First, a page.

Egyptian staple increasingly out of reach

Under a high tree in Cairo, dozens of people from different sections of society gather around two tables, eagerly waiting to satisfy their hungry stomachs with the Egyptian staple meal of fool, a fava bean paste, and taamiya, fried falafel balls.

Fool and taamiya sandwiches are among the cheapest foods Egyptians can buy; fool carts are ubiquitous in streets all over the country, and one sandwich costs 1 EGP (US $ 0.14.) In a country where the minimum wage for some government workers is 1,200 EGP, many Egyptians depend on these low-cost foods for survival. Following the January 25 Revolution and subsequent economic difficulties, many Egyptians find the cost of the staple sandwiches prohibitively high.

“We inherited this work from our parents and grandparents; my father was working in this place since 1988 and it became our job; the turnout now is decreasing,” said Ahmed Gad, 34, a street vendor selling fool and taamiya, told The Cairo Post.

“There is no big demand as we used before the revolution,” he added. Unemployment rates in Egypt reached 13.4 percent in 2013, and 40 percent of Egyptians live in poverty, according to the Central Agency for Public Mobilization and Statistics (CAPMAS).

Gad said he can fry more than forty taamyia in five minutes in a large deep round dish on a butane-powered stove, while his mother, Om Hamo, and his brother Hamo work with him in preparing the sandwiches.

Shouting and frowning at her son conducting the interview, Om Hamo called out, “Hamo, come here we have a lot of work to do,” and gave him a focused gaze as she prepared the sandwiches. “My mother is very anxious from our talks and she does not want any problems,” said Hamo, who then joined her in the work.

Many of the fool and taamiya carts are not officially licensed; vendors are required get a certificate from the Ministry of Heath that their operation is safe and adhering to sanitation standards. However, many vendors have not obtained the licenses, due to the lengthy procedures, thereby risking confiscation or their carts.

After her son Hamo assured her the interview would not cause any harm for them, Om Hamo took the fool from a big pot on one of the tables while Hamo made moussaka (eggplant with potatoes) sandwiches, in the shadow of many hands reaching to pay for their food.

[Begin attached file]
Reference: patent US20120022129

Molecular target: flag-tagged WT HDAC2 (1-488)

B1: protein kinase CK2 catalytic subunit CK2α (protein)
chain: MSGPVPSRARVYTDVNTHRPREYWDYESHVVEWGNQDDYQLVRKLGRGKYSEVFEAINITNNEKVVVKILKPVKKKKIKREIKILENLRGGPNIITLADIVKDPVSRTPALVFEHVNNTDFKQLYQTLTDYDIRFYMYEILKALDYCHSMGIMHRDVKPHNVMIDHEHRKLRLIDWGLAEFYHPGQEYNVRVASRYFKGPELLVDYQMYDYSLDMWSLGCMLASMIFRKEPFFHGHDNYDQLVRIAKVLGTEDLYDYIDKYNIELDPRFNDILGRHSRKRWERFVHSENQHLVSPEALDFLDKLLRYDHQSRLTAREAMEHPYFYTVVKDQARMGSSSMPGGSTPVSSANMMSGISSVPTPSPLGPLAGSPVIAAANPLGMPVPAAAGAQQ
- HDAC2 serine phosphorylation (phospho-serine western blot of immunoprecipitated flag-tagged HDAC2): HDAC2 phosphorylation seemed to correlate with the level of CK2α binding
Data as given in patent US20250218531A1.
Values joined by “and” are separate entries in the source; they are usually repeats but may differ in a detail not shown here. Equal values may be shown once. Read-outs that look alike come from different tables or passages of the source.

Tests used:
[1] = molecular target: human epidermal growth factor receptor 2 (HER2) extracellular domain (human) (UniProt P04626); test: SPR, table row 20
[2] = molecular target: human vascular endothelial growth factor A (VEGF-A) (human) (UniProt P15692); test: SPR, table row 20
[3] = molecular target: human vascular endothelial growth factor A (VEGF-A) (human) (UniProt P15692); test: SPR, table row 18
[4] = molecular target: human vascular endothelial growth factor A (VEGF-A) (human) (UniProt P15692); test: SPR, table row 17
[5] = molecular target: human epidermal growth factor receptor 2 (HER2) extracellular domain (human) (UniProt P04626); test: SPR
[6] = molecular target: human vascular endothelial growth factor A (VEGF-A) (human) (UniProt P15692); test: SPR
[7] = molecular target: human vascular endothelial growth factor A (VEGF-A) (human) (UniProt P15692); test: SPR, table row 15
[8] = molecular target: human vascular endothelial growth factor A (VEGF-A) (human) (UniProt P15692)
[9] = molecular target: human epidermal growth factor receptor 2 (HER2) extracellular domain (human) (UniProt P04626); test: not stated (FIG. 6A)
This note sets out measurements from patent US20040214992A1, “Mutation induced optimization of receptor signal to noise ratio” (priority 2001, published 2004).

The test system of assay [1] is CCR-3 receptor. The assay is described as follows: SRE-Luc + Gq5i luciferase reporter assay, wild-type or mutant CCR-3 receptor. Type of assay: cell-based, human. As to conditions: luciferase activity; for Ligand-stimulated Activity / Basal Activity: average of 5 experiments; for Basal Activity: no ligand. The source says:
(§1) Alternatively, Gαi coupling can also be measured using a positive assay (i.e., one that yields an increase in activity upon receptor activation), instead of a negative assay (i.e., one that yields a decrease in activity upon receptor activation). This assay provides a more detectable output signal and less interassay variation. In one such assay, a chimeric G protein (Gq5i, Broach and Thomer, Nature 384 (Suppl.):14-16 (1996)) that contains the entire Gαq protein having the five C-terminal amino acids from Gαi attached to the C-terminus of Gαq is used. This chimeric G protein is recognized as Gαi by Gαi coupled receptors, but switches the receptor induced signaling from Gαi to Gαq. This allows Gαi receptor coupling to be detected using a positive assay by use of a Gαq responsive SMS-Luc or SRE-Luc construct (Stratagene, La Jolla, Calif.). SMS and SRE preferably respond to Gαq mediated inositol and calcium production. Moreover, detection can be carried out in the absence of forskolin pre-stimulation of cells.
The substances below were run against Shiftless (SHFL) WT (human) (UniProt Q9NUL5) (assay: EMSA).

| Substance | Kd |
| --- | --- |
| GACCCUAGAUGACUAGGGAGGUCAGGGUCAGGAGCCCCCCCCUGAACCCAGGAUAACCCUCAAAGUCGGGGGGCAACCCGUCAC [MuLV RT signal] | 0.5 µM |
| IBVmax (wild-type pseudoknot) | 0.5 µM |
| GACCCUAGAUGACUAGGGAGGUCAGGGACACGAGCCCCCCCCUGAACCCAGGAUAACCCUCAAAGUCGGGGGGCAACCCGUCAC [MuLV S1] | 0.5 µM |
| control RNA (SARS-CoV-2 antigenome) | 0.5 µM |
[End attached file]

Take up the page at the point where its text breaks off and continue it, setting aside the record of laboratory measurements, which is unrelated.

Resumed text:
Diners ate at a table covered with a dish of fried potatoes, a stack of pita bread, and a bowl of tahini, sesame seed paste. Others, impatient to wait for a seat, stood to devour their fare, but Gad said this was much less than they used to see.

To cope with the low turnout, Gad said he reduced his staff from eight to four people, adding that his team is keen to keep the good quality of the sandwiches to preserve their clients. The quantity of the food they brought from their home in Meet Ouba neighborhood in Giza for sandwiches has also decreased, as he brings one metal mixing bowl for falafel paste instead of two.

Before the revolution, more Egyptians were working; the unemployment rate was 8.9 percent in 2010, according a report from to the CAPMAS issued in September 2010.  The price of the food was also less; one kilogram of lemons now costs 10 EGP (US $ 1.4), compared to its pre-revolution price of 3.5 EGP per kilogram. Peppers cost 10 EGP/kg, up from 2EGP, Ahmed Abu el-Fadl, 28, a fool vendor in Helwan governorate (South Cairo) told The Cairo post.

“Our turnout has been reduced by 25 percent; I used to cook three large bowls of beans every day, but due to the bad financial crisis now I cook one” Fadl said.

Like Gad, Fadl also reduced his team from five to three members, to reduce costs, adding he paid his workers between 60-70 EGP daily.

“The cause of that is not the revolution itself, but the rulers,” said Yasser, 34, a father of three who has worked as a fool and falafel vendor since 1991.

He said his profits had been reduced 50 percent since the revolution. He pays every member of his  5-member team 80 EGP daily, and sells approximately 550 sandwiches daily.

Seven million street vendors are currently registered with the Association of the Street Vendors in Egypt, said association head Mohamed Abu Zeid.

Some vendors in last December asked to form a separate syndicate, but “the association is a mediator between the vendors and the government, it is the official body that represents them,” Abu Zeid added. Vendors can renew their subscriptions by paying 30 EGP annually.

“I like to get the fool and falafel from here because they are good and very cheap; the incidents after the revolution affected the financial life;  a fool sandwich  should be .75 EGP and now it is bought for a pound,” said Emad Mohamed, 34, who is a building worker.

Mohaned, 18, who works in a Mohandessin restaurant, said his employer bought the fool sandwiches from Gad and other carts to save costs, adding that what they bought for 1EGP they sold to their customers for 4.5EGP.

“The people like to eat from fool cart because they could not afford to buy the food as they used to do in the past,” said Ahmed Ismail, an electric worker in Helwan, adding that his company had reduced his salary by 50 percent after the revolution.  

“I buy the teachers their breakfasts from here because the food tasted good and is cheaper than what sold in the restaurants; one taamiya ball is sold here for .25EGP while it is sold for 1.5EGP [in other places,]” said Om Ahmed, a janitor in a school in Giza.

10 EGP is not enough to buy her breakfast from a restaurant, and eating anywhere else would be too expensive, since her monthly salary is 500 EGP ($ 71.83,) she added.

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